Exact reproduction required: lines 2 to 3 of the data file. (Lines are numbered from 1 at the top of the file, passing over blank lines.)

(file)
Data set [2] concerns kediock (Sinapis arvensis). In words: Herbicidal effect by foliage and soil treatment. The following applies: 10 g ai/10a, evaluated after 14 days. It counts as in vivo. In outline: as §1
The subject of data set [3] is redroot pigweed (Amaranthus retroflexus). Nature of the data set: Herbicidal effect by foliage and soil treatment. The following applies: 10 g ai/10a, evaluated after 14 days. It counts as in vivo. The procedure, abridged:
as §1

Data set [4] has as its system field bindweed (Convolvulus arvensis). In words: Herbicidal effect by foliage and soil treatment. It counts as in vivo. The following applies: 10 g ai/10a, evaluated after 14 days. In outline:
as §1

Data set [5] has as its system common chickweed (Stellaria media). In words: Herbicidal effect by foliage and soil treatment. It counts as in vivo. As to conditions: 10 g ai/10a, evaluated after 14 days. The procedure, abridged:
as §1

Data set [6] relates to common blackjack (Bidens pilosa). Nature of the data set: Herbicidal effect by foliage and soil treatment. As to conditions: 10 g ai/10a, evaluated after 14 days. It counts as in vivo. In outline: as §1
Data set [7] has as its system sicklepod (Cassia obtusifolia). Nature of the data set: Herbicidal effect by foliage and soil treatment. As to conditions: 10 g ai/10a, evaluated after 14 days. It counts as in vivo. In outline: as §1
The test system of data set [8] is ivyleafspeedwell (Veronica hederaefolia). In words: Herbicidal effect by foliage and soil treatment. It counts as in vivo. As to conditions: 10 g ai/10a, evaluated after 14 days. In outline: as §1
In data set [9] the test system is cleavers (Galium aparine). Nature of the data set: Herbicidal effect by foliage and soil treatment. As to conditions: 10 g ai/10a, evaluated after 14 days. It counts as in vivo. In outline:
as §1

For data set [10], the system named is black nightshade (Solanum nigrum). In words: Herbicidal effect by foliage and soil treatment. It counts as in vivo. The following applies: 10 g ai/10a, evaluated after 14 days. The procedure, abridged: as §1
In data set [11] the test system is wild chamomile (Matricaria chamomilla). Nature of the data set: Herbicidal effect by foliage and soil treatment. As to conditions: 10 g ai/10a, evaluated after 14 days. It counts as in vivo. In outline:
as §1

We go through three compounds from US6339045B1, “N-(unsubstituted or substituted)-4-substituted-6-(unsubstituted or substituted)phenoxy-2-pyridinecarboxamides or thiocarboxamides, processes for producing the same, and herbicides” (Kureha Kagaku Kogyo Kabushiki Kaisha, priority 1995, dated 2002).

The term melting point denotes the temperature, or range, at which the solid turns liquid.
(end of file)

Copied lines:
The subject of data set [3] is redroot pigweed (Amaranthus retroflexus). Nature of the data set: Herbicidal effect by foliage and soil treatment. The following applies: 10 g ai/10a, evaluated after 14 days. It counts as in vivo. The procedure, abridged:
as §1